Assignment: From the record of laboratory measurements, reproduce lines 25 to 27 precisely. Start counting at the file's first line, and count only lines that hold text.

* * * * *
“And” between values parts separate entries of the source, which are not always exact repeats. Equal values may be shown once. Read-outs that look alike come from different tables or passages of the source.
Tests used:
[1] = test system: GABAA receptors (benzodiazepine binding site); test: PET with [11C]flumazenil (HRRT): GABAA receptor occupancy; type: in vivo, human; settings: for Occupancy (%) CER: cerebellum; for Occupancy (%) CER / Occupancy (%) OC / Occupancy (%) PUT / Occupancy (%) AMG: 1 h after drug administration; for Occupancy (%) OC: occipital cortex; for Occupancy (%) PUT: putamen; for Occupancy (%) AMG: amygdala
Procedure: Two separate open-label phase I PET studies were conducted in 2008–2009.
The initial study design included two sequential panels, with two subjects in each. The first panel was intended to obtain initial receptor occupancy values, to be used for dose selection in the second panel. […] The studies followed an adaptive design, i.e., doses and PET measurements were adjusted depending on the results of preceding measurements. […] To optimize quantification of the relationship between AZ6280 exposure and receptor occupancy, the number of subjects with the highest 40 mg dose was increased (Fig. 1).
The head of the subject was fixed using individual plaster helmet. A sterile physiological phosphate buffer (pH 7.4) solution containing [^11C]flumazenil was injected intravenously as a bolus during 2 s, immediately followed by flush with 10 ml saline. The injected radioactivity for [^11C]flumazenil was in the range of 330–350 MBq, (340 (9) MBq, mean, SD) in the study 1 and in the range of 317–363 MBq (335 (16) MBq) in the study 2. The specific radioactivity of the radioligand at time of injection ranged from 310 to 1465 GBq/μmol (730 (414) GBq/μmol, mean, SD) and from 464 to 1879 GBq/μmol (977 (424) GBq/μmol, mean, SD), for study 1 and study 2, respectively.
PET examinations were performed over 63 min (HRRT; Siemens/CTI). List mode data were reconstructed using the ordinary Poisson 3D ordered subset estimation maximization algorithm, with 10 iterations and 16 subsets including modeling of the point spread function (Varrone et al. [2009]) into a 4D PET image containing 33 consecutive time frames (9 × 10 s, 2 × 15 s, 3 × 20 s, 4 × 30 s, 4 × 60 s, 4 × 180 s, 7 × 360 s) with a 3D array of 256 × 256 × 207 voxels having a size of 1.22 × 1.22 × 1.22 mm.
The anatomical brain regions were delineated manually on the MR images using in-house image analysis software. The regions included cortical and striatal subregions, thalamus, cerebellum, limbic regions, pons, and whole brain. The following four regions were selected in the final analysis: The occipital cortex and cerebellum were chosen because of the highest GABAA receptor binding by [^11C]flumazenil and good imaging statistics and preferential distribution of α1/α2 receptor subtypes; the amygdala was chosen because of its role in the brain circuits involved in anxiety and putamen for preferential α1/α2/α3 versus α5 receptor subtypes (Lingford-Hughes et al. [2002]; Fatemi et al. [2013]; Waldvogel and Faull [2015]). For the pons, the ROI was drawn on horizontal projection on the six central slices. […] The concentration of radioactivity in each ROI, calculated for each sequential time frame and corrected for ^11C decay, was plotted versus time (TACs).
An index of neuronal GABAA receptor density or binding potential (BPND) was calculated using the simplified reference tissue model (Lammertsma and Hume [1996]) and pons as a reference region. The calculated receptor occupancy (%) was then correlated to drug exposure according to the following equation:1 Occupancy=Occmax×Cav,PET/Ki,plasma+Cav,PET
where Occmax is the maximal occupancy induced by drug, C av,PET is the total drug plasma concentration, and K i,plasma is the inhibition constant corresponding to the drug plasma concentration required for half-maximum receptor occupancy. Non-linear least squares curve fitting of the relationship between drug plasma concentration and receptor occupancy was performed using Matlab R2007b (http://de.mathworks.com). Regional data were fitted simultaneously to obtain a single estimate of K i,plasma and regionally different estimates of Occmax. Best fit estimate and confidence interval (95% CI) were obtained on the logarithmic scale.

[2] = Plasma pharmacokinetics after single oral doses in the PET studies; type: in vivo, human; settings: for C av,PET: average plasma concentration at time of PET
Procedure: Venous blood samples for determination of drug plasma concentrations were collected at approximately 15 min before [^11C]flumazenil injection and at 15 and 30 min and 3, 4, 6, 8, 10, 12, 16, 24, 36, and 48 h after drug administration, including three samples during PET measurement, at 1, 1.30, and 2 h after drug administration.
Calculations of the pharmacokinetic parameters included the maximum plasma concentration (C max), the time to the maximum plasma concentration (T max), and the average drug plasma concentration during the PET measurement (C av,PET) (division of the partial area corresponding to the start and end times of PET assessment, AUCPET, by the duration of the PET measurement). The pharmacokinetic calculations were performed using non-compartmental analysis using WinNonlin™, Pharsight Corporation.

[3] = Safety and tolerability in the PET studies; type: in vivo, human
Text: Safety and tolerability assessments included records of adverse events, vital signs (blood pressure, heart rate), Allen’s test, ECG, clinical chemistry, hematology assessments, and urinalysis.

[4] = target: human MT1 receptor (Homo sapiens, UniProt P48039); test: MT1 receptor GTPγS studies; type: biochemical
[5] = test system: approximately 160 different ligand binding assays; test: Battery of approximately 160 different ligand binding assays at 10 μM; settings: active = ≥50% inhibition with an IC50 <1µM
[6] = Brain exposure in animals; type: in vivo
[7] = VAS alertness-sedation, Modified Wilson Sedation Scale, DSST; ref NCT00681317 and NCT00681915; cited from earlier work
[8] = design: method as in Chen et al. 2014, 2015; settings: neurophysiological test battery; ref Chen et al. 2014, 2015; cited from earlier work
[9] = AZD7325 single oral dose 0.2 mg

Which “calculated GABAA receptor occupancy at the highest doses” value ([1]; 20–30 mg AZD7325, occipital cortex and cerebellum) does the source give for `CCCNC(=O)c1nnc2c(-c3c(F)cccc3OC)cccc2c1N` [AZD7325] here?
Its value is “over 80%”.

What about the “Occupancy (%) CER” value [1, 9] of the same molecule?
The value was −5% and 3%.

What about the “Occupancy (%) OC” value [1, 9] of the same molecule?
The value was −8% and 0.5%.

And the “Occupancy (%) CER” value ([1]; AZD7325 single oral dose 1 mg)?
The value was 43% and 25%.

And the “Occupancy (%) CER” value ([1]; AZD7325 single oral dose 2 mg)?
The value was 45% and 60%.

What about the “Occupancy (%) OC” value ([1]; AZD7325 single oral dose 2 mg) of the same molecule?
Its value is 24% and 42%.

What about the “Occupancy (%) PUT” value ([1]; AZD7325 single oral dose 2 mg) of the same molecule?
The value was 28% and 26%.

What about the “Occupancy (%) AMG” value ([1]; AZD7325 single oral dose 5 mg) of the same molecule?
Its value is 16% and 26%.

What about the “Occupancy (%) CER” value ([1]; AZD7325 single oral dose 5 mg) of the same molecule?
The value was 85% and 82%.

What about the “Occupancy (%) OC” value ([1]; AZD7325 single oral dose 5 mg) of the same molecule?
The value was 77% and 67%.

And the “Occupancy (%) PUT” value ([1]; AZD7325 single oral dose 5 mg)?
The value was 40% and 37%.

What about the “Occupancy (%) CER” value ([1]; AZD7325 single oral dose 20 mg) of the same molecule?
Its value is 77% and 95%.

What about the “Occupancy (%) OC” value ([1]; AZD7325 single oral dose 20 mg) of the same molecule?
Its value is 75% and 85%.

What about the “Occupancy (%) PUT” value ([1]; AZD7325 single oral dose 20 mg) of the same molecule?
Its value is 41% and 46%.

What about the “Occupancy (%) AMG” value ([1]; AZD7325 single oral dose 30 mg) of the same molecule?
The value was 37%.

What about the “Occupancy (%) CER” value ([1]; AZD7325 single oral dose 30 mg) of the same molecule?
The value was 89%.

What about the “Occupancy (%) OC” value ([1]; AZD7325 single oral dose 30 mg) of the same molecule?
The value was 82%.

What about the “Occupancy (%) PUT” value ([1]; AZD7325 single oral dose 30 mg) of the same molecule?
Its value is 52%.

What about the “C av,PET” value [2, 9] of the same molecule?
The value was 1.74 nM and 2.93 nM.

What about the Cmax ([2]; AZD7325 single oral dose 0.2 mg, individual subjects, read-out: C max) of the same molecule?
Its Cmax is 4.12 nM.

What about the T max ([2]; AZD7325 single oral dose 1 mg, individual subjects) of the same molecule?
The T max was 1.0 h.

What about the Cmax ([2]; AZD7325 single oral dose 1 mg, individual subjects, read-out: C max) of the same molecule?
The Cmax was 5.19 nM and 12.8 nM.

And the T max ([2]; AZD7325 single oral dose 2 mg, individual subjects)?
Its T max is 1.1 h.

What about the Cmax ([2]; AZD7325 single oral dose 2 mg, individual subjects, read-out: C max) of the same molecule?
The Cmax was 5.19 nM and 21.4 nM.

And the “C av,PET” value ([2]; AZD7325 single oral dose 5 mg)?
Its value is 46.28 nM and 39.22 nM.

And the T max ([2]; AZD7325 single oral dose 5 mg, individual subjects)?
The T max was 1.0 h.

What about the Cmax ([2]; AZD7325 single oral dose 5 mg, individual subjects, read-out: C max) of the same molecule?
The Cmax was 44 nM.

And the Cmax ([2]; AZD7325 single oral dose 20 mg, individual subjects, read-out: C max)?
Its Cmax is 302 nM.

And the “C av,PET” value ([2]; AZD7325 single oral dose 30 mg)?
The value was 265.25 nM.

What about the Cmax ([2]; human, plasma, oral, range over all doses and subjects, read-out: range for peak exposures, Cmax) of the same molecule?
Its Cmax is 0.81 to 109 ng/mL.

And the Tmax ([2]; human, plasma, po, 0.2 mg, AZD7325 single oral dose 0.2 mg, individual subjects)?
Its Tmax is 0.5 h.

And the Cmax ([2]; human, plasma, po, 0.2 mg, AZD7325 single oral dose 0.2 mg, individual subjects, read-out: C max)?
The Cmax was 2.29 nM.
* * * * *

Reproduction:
The value was −5% and 3%.

What about the “Occupancy (%) OC” value [1, 9] of the same molecule?
The value was −8% and 0.5%.